4. There are other possible benefits for parents in sending their offspring to study in a physical classroom.  On the one hand, language schools perform a useful after school child care service. This is especially important in countries like Spain where children often leave school well before their parents leave work.  Similarly, if parents are working from home (as many have been for the last year or so) having a few hours of extra peace and quiet can be valuable. And while the kids are studying at the local language school, they’re not going to be asking for access to their parents’ computer, or demanding to share the household’s already stretched WiFi system.

So what are the implications for private, community-based language schools in countries like Spain? Here are some tentative predictions:

  • Students will return to their classrooms, but the vast majority of those that do will be younger learners (i.e. under the age of 16). Schools will therefore need to consider what they can do with their classrooms outside those peak younger learner time slots.
  • Some adult language learners will also want to go back to school, but probably not enough to make many viable groups. Schools will therefore need to consider the possibility of offering hybrid classes where some students are physically present, while others attend the same class online. This will involve investment in some additional training and technology, but not enough to bring the business to its knees (see previous posts on Telepresence).
  • Schools will continue to offer purely online courses to those adult learners that are comfortable with this system. But to make groups viable, schools may need to find a way to join forces and organise groups on a regional, national or even international basis.
  • Schools will continue to diversify their product range. That could mean offering more specialist language courses, and/or branching out into non-language related training.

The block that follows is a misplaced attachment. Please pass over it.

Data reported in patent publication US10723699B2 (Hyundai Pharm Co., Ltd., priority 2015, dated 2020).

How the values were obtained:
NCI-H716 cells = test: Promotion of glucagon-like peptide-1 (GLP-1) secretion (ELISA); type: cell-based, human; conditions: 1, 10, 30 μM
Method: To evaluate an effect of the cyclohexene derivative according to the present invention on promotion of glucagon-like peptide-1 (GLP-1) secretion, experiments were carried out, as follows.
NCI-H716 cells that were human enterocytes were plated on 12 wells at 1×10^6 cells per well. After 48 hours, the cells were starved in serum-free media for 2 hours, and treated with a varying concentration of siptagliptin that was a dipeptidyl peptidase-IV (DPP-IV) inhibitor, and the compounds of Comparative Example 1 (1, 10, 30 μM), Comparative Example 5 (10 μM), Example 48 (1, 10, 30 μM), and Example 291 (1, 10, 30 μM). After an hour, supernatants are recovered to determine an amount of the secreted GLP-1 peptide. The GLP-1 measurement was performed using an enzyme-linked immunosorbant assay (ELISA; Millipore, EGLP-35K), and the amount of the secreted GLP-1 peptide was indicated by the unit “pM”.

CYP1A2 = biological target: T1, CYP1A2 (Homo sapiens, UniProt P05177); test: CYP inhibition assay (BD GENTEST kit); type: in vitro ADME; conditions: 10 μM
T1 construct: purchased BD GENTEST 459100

One thing’s for sure: the era of having school buildings full of language learners for large chunks of each day are long gone. At least in countries like Spain.

The Vanguardia article (in Spanish) is available here: https://bit.ly/3kGdBLS

Where have all the adult students gone?

The EFL industry in Spain enjoyed a mini boom during the early years of the global economic crisis as many adult students rushed to improve their English language skills, either to get themselves back into the job market, or else in an attempt to hang on the job they had. As we reached the new decade, the boom slowed down and then started to tail-off. But no-one expected the sudden and significant drop in adult student numbers that hit the industry at the start of the current academic year.

The drop wasn’t school, city, or even region specific; it was the same story all over Spain. And the numbers were eye-watering. Depending who you talk to (and/or who you believe) adult student numbers fell by between 10-20%. Enough to make any school owner or manager wince.

What happened? Where did all these students go? Well, as is normally the case, there is no one, simple answer. There has been a slight upturn in in-company teaching, so it may be that some students, who were previously paying for their own courses in our schools, are now studying in their company (if they’re fortunate to have a job in the first place; Spanish unemployment is still well over 20%.)

The standard of English teaching in main-stream education is also getting better, slowly, so it may be that there are more school leavers who have achieved a basic level of communicative competence.

Some adult students – especially the younger ones – may also have decided to switch from a traditional, bricks and mortar language school to a Web-based classroom.